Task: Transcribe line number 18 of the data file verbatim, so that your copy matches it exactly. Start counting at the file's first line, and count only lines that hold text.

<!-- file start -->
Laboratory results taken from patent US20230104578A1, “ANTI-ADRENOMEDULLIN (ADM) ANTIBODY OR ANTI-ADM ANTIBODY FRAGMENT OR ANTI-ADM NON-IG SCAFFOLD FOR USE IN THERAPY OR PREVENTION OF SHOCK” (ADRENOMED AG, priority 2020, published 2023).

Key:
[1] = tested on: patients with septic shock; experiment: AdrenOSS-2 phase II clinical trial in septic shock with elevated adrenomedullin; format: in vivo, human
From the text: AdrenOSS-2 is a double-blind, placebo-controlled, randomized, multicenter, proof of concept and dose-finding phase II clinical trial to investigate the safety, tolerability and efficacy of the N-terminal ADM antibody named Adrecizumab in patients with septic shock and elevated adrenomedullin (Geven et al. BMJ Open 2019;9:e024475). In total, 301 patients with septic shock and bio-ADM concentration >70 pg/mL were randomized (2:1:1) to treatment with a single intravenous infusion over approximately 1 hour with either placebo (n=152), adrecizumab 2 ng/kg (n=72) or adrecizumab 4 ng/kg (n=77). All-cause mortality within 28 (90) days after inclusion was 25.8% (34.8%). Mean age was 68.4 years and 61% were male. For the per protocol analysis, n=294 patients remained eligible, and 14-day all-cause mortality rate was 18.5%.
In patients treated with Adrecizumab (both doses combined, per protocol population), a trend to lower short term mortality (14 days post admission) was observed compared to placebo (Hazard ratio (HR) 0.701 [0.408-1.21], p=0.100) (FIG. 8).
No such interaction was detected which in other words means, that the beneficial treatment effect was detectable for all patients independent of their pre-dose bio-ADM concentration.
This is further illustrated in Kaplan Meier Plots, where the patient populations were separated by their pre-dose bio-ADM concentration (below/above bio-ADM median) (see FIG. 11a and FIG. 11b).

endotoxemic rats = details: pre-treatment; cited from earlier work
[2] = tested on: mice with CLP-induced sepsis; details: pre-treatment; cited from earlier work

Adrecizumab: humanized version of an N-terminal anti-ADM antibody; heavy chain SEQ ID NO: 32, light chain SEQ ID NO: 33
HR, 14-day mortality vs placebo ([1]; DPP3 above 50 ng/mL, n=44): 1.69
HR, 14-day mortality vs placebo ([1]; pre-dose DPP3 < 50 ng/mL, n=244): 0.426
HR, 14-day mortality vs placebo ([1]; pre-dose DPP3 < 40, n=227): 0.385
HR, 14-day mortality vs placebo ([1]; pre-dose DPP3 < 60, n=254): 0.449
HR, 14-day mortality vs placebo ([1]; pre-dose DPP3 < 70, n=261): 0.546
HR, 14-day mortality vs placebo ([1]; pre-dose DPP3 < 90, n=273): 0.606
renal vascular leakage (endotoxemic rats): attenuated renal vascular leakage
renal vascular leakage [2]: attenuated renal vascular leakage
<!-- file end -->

renal vascular leakage [2]: attenuated renal vascular leakage